To say that for quite some time I felt like a fish out of water where sex was concerned is perhaps a bit confronting.
I was painfully shy well into my 20s, so was not good at even talking to girls, in the quiet corner of Western Victoria where I lived.
Growing up in the 1940s and 1950s my parents never talked to me about sex, even about birds and bees. I suppose they thought that growing up on a farm where there were horses (no stallions though) thousands of sheep, hundreds of cattle and tens of thousands of rabbits – before myxo at least – that I would be observant enough to realise their numbers were not getting bigger by themselves.
But not being that observant anyway, I was blissfully unaware.
My two years younger sister and I spent a lot of time riding horses and I remember once when I was 13 or 14, that we rode past a bull impregnating a cow and I asked her what was going on. I think my sister giggled and tried to explain. But I’m not sure I really got it. Naivety with a capital N.
By then I’d been at a boys’ only boarding school for four years and in reality I think we were all pretty naïve.
At one point when I was about 12, the headmaster spent some time telling us, that it was just not acceptable to walk around with an arm around another boy’s shoulders. I don’t think we knew why, but no doubt looking back, that directive was to ensure that none of us became gay. To this day I don’t know how many of us were, but I’ll ask at a school reunion I’m going to next month.
Much later, in fact in year 11, the headmaster was horrified to find that our year had not received any sex education although it was supposedly on the syllabus.
But I hadn’t advanced much in the sex awareness stakes on my own account either. I was excruciatingly shy which didn’t help and I didn’t start to get over that until I was well into my 20s.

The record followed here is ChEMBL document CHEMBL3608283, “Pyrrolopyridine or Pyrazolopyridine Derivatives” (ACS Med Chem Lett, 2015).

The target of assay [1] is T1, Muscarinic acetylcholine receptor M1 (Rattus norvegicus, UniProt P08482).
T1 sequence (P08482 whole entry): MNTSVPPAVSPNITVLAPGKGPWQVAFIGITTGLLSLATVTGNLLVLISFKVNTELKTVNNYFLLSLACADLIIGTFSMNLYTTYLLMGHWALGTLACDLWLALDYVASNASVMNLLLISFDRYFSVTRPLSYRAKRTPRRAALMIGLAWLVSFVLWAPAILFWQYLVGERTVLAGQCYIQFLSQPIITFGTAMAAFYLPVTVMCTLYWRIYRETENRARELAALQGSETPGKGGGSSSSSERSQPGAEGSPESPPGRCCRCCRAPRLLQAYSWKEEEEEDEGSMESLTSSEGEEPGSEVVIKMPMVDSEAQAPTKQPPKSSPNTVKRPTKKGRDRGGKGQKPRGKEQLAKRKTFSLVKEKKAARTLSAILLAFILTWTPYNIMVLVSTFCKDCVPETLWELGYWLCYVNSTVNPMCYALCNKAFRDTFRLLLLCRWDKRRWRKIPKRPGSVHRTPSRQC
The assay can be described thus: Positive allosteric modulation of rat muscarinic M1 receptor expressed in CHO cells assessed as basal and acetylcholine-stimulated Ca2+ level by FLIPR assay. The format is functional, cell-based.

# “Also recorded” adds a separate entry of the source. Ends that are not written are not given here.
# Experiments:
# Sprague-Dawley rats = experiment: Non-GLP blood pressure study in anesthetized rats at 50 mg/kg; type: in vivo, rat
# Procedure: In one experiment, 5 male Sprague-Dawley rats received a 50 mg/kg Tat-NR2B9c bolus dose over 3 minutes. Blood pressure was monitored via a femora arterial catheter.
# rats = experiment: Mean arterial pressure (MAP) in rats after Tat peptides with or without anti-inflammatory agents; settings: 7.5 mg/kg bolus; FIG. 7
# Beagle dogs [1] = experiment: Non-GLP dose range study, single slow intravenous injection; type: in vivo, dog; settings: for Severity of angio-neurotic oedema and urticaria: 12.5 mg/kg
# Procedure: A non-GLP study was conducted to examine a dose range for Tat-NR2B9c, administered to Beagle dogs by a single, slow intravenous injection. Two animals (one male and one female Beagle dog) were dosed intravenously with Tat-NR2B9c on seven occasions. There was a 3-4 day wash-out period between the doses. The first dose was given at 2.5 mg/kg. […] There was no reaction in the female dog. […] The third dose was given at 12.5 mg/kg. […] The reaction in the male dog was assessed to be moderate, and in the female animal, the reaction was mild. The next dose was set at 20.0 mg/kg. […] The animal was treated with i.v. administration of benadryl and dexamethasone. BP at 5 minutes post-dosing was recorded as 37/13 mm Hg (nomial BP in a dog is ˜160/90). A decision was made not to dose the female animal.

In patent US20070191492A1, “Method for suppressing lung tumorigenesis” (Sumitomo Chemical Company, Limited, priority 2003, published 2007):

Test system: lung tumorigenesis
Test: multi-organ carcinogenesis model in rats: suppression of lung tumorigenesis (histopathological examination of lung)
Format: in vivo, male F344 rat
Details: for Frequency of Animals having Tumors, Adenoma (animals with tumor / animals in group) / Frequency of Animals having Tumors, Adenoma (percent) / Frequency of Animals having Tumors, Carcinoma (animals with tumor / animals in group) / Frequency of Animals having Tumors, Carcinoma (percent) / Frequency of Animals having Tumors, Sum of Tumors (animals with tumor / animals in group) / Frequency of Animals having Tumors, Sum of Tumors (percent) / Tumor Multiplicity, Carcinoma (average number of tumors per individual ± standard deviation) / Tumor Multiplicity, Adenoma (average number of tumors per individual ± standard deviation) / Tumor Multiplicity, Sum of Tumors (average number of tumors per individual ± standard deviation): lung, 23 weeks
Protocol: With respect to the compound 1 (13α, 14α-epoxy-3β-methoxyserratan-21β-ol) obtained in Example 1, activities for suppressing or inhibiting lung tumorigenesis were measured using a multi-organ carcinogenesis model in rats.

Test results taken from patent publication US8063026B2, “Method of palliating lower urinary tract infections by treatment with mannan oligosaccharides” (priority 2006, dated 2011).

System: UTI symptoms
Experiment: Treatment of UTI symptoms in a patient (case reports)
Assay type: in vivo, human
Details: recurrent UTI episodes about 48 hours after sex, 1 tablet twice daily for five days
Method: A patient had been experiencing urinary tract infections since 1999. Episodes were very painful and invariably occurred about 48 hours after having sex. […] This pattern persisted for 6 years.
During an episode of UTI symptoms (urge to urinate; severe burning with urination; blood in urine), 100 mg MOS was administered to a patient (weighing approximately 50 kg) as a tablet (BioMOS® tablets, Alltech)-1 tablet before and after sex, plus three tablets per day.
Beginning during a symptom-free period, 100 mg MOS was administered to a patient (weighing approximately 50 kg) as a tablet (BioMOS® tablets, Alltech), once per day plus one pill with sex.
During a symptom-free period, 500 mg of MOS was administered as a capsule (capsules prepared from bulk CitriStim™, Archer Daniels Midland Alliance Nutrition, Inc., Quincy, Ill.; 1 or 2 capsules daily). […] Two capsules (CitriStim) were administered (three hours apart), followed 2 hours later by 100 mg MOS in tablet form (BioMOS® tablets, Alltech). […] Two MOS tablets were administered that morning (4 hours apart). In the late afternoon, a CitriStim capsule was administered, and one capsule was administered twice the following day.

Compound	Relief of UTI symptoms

Being a mid WWII kid, I had few contemporaries to socialise with in the quiet heart of the Western District I went home to after school. Then I jackerooed on a fairly remote Riverina sheep property and from there landed a job helping look after Hereford cattle being exported to Chile.
Aged 24, I was still a virgin when we landed in Chile. But the two other Aussie blokes I was with, although not verbalising that a bit of sex was high in their priorities after a month at sea, suggested we go to a brothel in Concepcion, the port where we landed.
One of the other blokes now lives in my street, but I don’t think we compared notes much then and we certainly haven’t since. Perhaps the time has come. To me it was a revelation but what I really remember is being advised to hide my money in my shoes. Good advice, because although the young woman demanded and probably deserved more than I gave her, she didn’t suspect I had more.
But the brothel visit was a oncer, because although the three of us lived together in a flat in Santiago for another three months – we were showing Aussie cattle at Santiago’s annual show – the subject of visiting brothels did not come up again.
However it was a turning point for me. No longer did I feel like a fish out of water, where sexual relations were concerned anyway.